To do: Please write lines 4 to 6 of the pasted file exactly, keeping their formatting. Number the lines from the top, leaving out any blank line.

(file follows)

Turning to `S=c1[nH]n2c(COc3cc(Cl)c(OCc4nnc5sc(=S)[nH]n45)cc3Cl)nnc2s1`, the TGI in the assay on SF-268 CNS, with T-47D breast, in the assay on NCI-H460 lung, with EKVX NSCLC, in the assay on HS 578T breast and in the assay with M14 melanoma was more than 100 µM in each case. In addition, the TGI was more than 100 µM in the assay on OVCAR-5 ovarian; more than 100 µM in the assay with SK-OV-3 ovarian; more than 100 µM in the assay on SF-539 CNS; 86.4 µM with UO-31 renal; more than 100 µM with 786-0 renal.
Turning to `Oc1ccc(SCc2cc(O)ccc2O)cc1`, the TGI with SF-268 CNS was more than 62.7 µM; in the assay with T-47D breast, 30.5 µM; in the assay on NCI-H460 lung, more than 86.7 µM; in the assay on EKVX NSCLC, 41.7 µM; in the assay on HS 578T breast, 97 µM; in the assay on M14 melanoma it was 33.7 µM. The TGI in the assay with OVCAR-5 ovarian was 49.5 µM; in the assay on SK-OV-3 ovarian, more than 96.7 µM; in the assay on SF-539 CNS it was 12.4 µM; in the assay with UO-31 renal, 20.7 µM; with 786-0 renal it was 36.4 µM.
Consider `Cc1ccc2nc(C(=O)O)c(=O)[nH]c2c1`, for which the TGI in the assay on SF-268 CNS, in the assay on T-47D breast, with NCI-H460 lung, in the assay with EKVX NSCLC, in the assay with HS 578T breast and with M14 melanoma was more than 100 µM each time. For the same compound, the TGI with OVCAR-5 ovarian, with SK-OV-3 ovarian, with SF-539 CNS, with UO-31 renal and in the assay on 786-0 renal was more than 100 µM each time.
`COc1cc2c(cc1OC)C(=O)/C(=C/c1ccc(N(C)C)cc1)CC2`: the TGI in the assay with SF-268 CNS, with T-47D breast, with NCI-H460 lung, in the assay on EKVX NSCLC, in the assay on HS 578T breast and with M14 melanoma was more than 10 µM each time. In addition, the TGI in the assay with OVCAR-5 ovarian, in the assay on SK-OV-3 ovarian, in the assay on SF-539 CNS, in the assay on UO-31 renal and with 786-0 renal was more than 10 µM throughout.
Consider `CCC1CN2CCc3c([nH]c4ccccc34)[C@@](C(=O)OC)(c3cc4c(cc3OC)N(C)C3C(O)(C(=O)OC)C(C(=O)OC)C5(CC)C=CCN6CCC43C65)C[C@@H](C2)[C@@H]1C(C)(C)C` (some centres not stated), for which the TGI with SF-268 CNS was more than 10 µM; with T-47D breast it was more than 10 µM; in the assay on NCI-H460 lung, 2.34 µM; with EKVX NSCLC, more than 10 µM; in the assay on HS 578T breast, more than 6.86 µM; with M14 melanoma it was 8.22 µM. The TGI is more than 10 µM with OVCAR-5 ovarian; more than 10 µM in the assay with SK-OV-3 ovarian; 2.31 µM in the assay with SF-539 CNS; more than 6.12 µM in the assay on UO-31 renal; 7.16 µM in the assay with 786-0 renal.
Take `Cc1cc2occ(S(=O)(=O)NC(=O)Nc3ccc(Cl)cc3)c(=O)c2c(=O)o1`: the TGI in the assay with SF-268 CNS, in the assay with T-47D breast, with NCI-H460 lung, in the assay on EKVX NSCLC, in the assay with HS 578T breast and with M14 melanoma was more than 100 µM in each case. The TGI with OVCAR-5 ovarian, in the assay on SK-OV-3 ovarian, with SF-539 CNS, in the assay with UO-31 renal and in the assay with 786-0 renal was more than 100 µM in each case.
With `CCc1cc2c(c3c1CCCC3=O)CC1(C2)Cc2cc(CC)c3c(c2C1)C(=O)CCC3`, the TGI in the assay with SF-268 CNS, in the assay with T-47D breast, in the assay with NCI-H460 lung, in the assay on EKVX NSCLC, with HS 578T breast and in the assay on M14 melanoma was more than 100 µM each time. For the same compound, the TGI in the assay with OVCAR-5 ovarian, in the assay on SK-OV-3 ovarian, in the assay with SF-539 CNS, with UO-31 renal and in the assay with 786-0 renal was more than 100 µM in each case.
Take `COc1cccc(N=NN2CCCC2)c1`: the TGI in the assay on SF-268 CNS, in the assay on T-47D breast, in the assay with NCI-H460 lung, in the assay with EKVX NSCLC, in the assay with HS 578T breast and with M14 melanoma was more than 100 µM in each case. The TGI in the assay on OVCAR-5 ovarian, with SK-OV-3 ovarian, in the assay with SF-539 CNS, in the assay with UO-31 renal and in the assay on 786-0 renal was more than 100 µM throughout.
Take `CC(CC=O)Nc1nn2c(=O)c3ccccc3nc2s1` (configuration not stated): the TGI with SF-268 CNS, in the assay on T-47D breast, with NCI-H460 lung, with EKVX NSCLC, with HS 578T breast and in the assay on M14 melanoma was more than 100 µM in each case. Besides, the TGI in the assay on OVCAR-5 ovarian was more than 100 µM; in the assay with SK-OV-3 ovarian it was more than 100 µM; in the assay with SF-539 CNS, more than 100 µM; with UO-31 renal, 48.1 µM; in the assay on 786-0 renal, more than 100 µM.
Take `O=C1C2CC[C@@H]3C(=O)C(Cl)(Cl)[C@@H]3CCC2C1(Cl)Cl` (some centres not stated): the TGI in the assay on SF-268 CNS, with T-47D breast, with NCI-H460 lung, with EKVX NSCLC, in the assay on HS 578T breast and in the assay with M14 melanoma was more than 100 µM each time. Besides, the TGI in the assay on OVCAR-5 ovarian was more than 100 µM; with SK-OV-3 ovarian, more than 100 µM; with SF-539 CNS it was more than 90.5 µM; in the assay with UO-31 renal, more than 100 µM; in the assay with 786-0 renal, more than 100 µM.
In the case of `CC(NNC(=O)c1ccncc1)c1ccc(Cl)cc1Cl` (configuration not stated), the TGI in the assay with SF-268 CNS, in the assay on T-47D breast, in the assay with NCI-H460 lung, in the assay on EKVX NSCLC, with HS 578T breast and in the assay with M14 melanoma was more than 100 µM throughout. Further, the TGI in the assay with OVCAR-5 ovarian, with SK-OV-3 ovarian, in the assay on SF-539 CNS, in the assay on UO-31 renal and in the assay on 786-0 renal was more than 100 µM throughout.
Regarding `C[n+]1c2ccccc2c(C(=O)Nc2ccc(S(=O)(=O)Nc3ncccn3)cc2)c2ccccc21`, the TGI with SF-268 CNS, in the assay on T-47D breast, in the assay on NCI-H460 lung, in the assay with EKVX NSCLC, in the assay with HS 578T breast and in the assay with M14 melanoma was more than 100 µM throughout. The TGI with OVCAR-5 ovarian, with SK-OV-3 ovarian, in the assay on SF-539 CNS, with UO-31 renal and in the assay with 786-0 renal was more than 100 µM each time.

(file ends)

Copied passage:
`COc1cc2c(cc1OC)C(=O)/C(=C/c1ccc(N(C)C)cc1)CC2`: the TGI in the assay with SF-268 CNS, with T-47D breast, with NCI-H460 lung, in the assay on EKVX NSCLC, in the assay on HS 578T breast and with M14 melanoma was more than 10 µM each time. In addition, the TGI in the assay with OVCAR-5 ovarian, in the assay on SK-OV-3 ovarian, in the assay on SF-539 CNS, in the assay on UO-31 renal and with 786-0 renal was more than 10 µM throughout.
Consider `CCC1CN2CCc3c([nH]c4ccccc34)[C@@](C(=O)OC)(c3cc4c(cc3OC)N(C)C3C(O)(C(=O)OC)C(C(=O)OC)C5(CC)C=CCN6CCC43C65)C[C@@H](C2)[C@@H]1C(C)(C)C` (some centres not stated), for which the TGI with SF-268 CNS was more than 10 µM; with T-47D breast it was more than 10 µM; in the assay on NCI-H460 lung, 2.34 µM; with EKVX NSCLC, more than 10 µM; in the assay on HS 578T breast, more than 6.86 µM; with M14 melanoma it was 8.22 µM. The TGI is more than 10 µM with OVCAR-5 ovarian; more than 10 µM in the assay with SK-OV-3 ovarian; 2.31 µM in the assay with SF-539 CNS; more than 6.12 µM in the assay on UO-31 renal; 7.16 µM in the assay with 786-0 renal.
Take `Cc1cc2occ(S(=O)(=O)NC(=O)Nc3ccc(Cl)cc3)c(=O)c2c(=O)o1`: the TGI in the assay with SF-268 CNS, in the assay with T-47D breast, with NCI-H460 lung, in the assay on EKVX NSCLC, in the assay with HS 578T breast and with M14 melanoma was more than 100 µM in each case. The TGI with OVCAR-5 ovarian, in the assay on SK-OV-3 ovarian, with SF-539 CNS, in the assay with UO-31 renal and in the assay with 786-0 renal was more than 100 µM in each case.